“We have a really busy schedule of performances,” Ungkuldee said. “I’ve traveled with the fiddlers every summer since my freshman year and I don’t think we’ve ever had so many performances scheduled for a tour before. It’s a great opportunity to be able to play so many concerts.”
The Saline Fiddlers will perform for a variety of audiences from school children in Brecon, to free community performances, ticketed events and likely tourists when they play at the Cardiff Millennium Center, which is one of the most visited tourist attraction in Wales.
The group will perform in the historic Brecon Cathedral along with the Brecon Cathedral Choir in order to raise money to bring the group to Saline in July, 2014, Waters said. The Saline Fiddlers and Brecon Cathedral Choir will come together at the end of the concert to sing The Star Spangled Banner and Welsh’s National Anthem.
“The kids have been working to polish their performance, but the most difficult part for them in preparing has been learning to sing the Welsh National Anthem,” Waters said. “They will also be collaborating in at least two or three of the other concerts. We’ve been exchanging music back and forth and they have to learn all that before we leave.”
Waters said the trip won’t be all work for the Saline Fiddlers. The kids and their chaperones will have plenty of time in-between performances to be tourists, waters said.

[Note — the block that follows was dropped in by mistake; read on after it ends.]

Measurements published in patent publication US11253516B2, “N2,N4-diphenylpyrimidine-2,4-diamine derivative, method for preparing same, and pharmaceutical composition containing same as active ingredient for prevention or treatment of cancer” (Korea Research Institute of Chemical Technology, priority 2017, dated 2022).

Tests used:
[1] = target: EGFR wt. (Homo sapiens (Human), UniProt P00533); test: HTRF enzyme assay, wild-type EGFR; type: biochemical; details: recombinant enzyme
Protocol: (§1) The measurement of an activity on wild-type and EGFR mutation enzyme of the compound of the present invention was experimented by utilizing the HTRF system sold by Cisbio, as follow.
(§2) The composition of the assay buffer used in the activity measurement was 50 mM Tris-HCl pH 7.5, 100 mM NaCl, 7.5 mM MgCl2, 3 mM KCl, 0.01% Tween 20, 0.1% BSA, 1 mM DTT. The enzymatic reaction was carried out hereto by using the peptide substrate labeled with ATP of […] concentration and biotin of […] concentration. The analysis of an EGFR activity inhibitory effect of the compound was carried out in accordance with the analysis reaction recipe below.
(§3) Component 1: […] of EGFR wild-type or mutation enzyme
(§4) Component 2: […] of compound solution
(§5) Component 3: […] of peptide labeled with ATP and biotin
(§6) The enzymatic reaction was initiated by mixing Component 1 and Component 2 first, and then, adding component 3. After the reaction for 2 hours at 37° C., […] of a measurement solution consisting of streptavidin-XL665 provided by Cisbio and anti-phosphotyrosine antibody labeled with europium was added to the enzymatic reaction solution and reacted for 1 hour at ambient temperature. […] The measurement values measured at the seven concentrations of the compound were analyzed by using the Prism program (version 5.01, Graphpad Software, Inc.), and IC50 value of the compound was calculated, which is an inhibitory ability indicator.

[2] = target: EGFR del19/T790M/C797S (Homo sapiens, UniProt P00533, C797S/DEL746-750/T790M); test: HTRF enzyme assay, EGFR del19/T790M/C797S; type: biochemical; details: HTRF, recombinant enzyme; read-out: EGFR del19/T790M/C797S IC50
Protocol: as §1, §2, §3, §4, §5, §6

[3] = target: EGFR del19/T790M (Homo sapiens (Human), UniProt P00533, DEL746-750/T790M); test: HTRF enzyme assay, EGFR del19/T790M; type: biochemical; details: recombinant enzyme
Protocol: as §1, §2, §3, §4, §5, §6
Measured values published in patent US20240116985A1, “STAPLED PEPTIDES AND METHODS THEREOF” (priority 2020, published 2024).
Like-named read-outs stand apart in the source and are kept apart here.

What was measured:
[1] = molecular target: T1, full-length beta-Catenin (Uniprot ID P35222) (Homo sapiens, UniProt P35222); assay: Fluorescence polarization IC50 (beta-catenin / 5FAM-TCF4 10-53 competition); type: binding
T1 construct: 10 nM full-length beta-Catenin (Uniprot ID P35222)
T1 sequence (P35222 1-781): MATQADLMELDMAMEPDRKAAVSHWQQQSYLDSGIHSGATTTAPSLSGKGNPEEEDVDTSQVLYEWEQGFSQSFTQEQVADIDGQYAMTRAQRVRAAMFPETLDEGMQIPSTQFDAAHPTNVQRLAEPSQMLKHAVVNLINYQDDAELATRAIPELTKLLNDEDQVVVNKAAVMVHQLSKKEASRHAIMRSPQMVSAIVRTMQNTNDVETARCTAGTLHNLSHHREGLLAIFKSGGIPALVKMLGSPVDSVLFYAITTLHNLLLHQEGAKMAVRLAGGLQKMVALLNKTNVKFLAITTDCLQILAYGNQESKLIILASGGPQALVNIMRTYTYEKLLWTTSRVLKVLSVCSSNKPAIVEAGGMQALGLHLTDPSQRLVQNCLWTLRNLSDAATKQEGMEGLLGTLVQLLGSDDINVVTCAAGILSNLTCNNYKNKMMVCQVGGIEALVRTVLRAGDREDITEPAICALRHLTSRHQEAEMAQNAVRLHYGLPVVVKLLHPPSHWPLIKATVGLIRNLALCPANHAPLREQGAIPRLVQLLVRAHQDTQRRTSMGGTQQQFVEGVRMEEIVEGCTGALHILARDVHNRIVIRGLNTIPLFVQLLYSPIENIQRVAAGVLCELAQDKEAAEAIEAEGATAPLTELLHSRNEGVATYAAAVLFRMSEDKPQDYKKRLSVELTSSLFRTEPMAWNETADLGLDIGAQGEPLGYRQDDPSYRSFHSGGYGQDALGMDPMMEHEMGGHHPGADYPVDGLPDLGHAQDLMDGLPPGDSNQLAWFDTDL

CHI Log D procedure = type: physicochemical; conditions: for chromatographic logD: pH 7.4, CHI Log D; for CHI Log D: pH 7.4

“We hope to have them see a lot of different things,” Waters said. “They’ll be visiting several castles, visiting national parks and historic places. They’ll visit the old stone circle in England, a closed coal mine in Wales, a full city tour of London and then the highlight in Manchester is the soccer stadium.”
Ungkuldee said she is excited to travel with her friends and share their music with others.
“Being a part of the Saline Fiddlers has been incredible,” Ungkuldee said. “It’s an opportunity that not a lot of kids have. It’s been a blessing to have this in my life and it’s been really fun to be able to make music and share this experience with my friends.”
The nearly 80 performances the group performs during the span of a year makes scheduling other activities difficult, but Ungkuldee said that is why she gets so much out of it.
“For both the kids and the parents it’s like another family,” Waters said. “The kids become very close friends; they even spend time together outside of performing. I think the thing most people are really surprised with is the amount of time that is required to be a part of the group. In the summer they are performing two to four times a week. They practice every Sunday until the Summer Tour and then they are constantly traveling together so of course they form bonds.”
The Saline Fiddlers will perform at 7 p.m. Thursday as part of the Saline Downtown Concert Series before they leave for Great Britain. Anyone interested in seeing the group and sending them off before their tour is encourage to come, Waters said.
Chelsea Hoedl is an intern reporter for AnnArbor.com. She can be reached at firstname.lastname@example.org.